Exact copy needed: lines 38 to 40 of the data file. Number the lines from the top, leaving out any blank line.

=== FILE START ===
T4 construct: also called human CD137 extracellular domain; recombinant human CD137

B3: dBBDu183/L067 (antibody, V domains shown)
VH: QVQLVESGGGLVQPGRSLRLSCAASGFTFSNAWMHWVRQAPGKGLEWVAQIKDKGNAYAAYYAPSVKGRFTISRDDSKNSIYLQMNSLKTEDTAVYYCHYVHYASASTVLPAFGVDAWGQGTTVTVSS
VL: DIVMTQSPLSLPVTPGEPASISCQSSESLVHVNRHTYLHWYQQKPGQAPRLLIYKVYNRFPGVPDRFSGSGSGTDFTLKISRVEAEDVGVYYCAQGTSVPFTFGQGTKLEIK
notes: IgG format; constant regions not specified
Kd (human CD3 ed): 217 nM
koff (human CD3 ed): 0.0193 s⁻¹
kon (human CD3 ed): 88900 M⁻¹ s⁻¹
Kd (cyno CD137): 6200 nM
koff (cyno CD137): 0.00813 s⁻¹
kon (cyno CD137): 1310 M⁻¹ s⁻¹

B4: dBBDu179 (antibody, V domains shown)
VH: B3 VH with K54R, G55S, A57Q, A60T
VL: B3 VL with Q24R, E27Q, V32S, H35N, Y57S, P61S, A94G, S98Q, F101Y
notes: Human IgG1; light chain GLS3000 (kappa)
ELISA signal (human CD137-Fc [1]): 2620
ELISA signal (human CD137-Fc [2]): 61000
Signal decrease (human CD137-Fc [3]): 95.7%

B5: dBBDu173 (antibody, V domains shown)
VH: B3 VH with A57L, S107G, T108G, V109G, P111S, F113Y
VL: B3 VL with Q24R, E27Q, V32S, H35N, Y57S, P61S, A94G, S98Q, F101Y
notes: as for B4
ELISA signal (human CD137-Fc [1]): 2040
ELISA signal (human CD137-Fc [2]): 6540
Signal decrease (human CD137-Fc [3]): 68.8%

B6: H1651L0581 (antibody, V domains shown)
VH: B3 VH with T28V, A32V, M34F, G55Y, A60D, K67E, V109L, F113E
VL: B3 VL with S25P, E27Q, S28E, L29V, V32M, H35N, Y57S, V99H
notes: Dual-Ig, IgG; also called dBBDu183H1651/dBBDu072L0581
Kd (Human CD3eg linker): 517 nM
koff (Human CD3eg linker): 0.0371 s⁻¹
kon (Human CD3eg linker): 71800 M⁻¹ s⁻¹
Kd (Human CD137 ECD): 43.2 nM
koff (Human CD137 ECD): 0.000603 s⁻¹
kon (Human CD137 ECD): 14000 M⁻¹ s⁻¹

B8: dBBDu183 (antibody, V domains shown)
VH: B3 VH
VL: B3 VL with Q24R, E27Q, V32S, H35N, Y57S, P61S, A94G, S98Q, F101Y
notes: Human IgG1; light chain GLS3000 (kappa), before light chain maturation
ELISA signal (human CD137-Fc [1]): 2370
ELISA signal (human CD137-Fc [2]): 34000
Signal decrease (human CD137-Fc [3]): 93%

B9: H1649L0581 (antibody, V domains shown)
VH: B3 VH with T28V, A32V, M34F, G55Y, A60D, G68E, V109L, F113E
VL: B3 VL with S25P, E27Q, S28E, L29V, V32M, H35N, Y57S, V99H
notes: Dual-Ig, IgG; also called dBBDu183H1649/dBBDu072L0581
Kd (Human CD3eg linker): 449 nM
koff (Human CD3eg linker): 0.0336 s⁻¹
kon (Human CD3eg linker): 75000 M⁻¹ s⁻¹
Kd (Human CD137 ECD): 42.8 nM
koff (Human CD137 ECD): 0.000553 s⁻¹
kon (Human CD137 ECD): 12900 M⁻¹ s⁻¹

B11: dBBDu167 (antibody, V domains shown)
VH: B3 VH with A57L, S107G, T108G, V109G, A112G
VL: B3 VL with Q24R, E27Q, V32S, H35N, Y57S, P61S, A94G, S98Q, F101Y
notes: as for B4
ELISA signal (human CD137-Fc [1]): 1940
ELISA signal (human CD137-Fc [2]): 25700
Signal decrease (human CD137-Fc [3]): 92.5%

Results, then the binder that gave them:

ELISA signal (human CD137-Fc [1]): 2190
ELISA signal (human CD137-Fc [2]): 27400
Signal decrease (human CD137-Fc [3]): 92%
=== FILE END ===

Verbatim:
VL: B3 VL with Q24R, E27Q, V32S, H35N, Y57S, P61S, A94G, S98Q, F101Y
notes: Human IgG1; light chain GLS3000 (kappa), before light chain maturation
ELISA signal (human CD137-Fc [1]): 2370